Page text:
By: Carl Hiaasen
The president of the Miami Chamber of Commerce is more than just dead. He’s dead tourist style with Bermuda shorts and a plastic alligator stuffed down his throat, crammed legless into a suitcase that floats ashore with its grisly cargo. When innocuous (albeit tasteless) tourists start disappearing, Les Noches Des Diciembre (sometimes referred to as the Nachos – thank you newspaper misprint), a preservationist terrorist group, claims credit and promises further horrors should Florida remain swamped with gimmicks and people instead of reverting to a wildlife refuge where the eagle may soar free, unimpeded by condos and strip shopping centers.
Meanwhile, Brian Keyes, a failed journalist and now private investigator, is contacted when an important and beloved Shriner goes missing, and soon the links start to add up. It may just be that Brian knows someone with an axe to grind, an old frenemy who stole his girl and destroyed his career, who is now leading Noches Des Diciembre toward their final grand display of macabre power. Will Brian be able to save the day (and get the girl) all while dealing with Florida’s uniquely portrayed steaminess in this sardonic tale of journalism and consumerism gone bad?
Steamy evenings and hot sand combined with cool waters and loads of beach combing, my vacation to St. George’s Island (with the awesome boyfriend who sometimes reads these reviews – greetings!) was almost perfect, with the exception of books. Not to say that I didn’t bring any reading material (I did, thirteen books all totaled). As a matter of fact, I even got an overweight baggage fee due to said books. I just didn’t have anything beach themed, anything to compliment the atmosphere of lying in the hammock with the bf while sipping wine coolers or tickle my imagination while getting hit in the leg by a starfish (true story). That was until my boyfriend’s dad lent me this little gem, Tourist Season, with a knowing gleam, sure of success and my instant addiction to Carl Hiaasen’s darkly humorous world.
On the beach, reading surrounded by sand and surf, my laughter mingled with the screams of greedy gulls. The book is just funny, yet disturbing in its own right. It’s not every day that the beginning chapter of your chosen beach read begins with a dismembered body in a suitcase or a clinical description of said body accompanied by a child’s toy lodged in the throat. It was cringe worthy, dark and morbidly fascinating. Tourist Season started off more like a hardboiled mystery and less like a comedy, which is part of what gives those turns of hilarity, whether in phrase or in situation, the extra gut punch: we don’t expect them and we can never anticipate them. A journey somewhere between all the realms of drama, political thriller, mystery, and absurdist comedy, Tourist Season wasn’t what I expected. Heck, it didn’t even end on the note I expected. It was serious. And fun. And horribly, horribly dark. So, of course, I loved it.
Brian was a fun character, weirdly quirky in all the right ways, and excessively squeamish (or so his comrades think.) We even get a mystery involving his past and his rival, enemy journalist. Said enemy (I won’t give away the name, I’m considerate like that) is given away early. We even get whole chapters from his viewpoint and from inside his rag-tag terrorist organization which is filled with a delightful cast of down-and-outs seeking their own retribution against society. This ups the comedy and turns the focus to character/motivation driven narrative. The mystery isn’t who are the terrorists. The mystery is, who are the characters, really? What compels the arch villain, nobility of ideals or evil? One of the main stars is Florida itself, depicted in all its blatant ludicrousness. Events and schemes, while tense, are also intense on a personal level, involving the readers in the drama to the extent that we will laugh out loud when the story is suddenly broken with that classic Hiaasen humor, delivered either subtly, tacked onto the end of a serious sentence, or interwoven into the very nature of the action itself. All combined, it’s enough to keep readers involved, amused, and a little depressed too, because hell, it is morbid and the human condition is ultimately sad. Yeah, that’s right: conflict between the light hearted and the austerely dark. Impressed that I could pull that off, aren’t you?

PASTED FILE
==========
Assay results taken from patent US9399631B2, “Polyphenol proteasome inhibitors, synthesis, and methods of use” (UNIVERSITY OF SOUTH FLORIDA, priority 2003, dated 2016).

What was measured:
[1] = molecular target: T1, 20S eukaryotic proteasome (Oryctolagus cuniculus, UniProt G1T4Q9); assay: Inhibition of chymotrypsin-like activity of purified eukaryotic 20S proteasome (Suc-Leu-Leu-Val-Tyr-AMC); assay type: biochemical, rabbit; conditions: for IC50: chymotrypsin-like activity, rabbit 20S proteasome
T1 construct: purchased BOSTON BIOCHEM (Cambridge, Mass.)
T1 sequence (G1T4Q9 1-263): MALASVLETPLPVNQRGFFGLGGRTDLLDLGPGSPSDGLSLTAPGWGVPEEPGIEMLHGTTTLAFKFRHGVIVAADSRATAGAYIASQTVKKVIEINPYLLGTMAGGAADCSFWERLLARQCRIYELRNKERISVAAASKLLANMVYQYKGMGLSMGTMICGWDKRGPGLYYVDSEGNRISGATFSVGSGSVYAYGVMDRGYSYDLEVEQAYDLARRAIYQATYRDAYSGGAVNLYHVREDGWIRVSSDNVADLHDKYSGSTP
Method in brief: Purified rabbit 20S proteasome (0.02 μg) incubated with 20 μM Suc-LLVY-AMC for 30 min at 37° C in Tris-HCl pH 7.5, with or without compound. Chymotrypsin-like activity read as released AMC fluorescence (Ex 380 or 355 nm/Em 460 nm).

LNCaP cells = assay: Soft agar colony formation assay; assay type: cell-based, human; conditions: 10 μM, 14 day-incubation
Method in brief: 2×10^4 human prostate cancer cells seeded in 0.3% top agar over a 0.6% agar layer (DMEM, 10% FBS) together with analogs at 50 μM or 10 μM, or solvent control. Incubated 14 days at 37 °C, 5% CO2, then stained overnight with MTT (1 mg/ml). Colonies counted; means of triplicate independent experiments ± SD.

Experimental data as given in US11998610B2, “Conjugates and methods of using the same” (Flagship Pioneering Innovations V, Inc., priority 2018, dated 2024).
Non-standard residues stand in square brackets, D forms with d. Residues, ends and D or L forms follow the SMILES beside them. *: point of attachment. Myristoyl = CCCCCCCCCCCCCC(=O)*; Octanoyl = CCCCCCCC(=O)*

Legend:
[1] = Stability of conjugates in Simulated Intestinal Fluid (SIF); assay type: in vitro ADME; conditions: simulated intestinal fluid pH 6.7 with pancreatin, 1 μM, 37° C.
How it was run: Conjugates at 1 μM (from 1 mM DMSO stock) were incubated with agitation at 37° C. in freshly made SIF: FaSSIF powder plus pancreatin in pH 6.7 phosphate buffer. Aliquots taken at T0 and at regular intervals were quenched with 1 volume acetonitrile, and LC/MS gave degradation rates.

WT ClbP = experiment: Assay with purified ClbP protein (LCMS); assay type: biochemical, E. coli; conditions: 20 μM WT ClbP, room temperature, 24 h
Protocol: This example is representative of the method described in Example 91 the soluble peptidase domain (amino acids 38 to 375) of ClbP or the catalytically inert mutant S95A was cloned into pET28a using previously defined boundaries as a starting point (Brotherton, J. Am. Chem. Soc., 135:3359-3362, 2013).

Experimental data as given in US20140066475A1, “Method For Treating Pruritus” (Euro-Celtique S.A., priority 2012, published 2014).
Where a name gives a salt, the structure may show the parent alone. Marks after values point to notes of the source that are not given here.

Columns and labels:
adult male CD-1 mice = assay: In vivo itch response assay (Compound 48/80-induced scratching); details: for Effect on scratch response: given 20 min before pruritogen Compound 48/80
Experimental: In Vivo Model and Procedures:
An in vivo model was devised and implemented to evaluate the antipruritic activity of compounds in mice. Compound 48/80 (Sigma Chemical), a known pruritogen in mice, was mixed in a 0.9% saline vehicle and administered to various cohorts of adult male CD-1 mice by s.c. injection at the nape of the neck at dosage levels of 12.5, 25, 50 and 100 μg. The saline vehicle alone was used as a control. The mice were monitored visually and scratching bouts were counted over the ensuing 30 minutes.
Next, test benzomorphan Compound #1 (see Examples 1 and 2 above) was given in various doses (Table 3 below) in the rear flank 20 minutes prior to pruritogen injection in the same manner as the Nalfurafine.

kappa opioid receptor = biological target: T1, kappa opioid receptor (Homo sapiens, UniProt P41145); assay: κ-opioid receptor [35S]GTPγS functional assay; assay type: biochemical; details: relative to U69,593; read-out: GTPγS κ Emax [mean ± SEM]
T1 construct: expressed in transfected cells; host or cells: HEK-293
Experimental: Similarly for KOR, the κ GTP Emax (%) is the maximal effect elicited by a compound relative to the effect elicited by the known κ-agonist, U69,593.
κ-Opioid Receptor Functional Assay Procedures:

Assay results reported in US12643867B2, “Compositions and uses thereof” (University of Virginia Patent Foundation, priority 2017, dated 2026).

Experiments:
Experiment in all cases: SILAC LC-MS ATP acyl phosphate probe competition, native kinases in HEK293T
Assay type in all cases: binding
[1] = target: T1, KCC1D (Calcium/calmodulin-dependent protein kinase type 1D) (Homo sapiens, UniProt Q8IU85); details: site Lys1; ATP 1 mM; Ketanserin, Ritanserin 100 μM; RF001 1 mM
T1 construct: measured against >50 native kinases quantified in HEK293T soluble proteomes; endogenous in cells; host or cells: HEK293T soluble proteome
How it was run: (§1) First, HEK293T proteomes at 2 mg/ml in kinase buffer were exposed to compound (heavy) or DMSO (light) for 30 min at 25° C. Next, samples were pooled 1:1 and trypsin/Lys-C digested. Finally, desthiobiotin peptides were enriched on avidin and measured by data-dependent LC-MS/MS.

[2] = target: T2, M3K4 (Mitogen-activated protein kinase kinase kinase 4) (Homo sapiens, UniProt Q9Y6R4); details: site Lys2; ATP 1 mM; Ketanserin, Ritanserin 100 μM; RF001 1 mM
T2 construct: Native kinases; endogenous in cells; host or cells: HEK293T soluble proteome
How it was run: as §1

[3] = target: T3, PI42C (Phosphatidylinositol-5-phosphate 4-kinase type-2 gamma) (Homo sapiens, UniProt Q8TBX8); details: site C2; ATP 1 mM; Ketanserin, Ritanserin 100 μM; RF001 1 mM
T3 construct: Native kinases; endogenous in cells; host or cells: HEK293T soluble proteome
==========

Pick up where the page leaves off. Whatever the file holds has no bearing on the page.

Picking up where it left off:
The conclusion, read on a rainy day inside, sipping coffee and rocking back and forth as the waves crashed into the beach, was surprising, both for its odd beauty and its lasting comment. Tourist Season does jab a little moral in there on the way out, which is annoying in a way, because I wanted to 100% hate the villain, not just 98% loath him. The thing with the eagle got to me, ok? I’d certainly pick up more of Hiaason’s work and have already done a little Amazon prowl to indulge myself with a list of his available work. Atmospheric, dense in a good way, humorous, character-fueled, and tense with a good sense of humor and self-depreciation, Tourist Season is a dark ride on a crazy train. Recommended.
- Frances Carden